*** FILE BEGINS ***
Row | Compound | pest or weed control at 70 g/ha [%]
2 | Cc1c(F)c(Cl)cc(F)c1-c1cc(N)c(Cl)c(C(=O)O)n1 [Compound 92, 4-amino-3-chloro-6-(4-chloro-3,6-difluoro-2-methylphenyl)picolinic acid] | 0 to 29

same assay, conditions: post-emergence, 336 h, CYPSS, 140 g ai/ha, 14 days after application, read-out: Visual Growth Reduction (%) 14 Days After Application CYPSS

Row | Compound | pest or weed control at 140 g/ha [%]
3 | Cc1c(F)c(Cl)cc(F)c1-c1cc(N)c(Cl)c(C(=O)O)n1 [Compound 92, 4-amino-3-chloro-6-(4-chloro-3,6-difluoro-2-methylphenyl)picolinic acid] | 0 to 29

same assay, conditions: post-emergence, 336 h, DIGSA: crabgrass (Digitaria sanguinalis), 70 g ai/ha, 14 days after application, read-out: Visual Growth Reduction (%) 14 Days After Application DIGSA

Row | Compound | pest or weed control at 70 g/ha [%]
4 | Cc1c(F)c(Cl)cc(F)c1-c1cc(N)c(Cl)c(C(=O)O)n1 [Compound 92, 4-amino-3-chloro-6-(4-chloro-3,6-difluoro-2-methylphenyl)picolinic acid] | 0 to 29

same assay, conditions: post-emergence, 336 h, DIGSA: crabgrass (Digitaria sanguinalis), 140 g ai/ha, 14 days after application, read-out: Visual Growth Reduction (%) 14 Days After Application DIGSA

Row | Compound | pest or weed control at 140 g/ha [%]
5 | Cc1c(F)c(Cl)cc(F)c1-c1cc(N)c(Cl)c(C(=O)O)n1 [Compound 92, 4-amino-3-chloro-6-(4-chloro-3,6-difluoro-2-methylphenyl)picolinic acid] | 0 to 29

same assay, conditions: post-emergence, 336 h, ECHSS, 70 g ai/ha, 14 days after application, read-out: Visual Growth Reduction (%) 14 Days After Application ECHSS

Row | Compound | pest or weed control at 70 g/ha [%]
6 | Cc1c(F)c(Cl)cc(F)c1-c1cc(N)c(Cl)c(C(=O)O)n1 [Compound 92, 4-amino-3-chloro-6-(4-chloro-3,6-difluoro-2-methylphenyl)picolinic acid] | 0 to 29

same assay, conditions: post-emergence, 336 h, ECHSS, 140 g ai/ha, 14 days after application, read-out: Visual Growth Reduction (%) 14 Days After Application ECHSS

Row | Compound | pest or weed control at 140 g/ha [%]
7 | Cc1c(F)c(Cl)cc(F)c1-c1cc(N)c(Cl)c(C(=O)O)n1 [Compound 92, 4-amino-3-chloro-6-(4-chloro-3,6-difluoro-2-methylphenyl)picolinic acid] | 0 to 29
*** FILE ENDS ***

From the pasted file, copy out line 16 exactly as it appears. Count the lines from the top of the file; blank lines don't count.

Row | Compound | pest or weed control at 140 g/ha [%]